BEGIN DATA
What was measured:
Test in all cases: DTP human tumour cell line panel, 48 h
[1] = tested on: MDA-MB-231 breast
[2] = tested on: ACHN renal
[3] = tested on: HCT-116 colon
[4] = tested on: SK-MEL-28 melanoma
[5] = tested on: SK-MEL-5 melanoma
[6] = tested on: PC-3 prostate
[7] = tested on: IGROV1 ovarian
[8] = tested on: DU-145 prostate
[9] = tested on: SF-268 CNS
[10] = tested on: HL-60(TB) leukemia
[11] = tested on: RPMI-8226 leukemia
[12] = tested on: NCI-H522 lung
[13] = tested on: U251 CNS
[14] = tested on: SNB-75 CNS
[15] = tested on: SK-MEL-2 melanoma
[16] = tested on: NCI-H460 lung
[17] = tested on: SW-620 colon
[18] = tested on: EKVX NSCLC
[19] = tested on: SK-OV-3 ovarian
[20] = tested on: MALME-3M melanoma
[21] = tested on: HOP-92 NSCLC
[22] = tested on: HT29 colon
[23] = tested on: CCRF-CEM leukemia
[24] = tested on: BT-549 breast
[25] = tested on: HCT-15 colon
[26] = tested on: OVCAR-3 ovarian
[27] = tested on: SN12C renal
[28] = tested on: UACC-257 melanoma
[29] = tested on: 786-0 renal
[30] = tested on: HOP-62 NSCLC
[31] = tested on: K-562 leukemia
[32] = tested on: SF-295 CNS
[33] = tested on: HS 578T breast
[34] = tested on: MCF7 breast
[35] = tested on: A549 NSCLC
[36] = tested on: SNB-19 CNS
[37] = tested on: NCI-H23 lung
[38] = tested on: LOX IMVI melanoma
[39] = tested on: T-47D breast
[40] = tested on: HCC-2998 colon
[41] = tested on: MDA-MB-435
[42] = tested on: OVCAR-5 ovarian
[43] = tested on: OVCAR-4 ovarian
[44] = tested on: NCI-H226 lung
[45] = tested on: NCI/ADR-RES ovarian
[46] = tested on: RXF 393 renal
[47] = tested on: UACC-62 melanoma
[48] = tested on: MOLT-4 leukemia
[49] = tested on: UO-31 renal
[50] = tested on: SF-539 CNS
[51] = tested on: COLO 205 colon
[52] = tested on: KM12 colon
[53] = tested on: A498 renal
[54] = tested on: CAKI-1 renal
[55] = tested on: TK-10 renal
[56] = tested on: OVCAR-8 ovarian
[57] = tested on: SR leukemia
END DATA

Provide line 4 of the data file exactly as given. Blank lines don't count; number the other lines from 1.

[2] = tested on: ACHN renal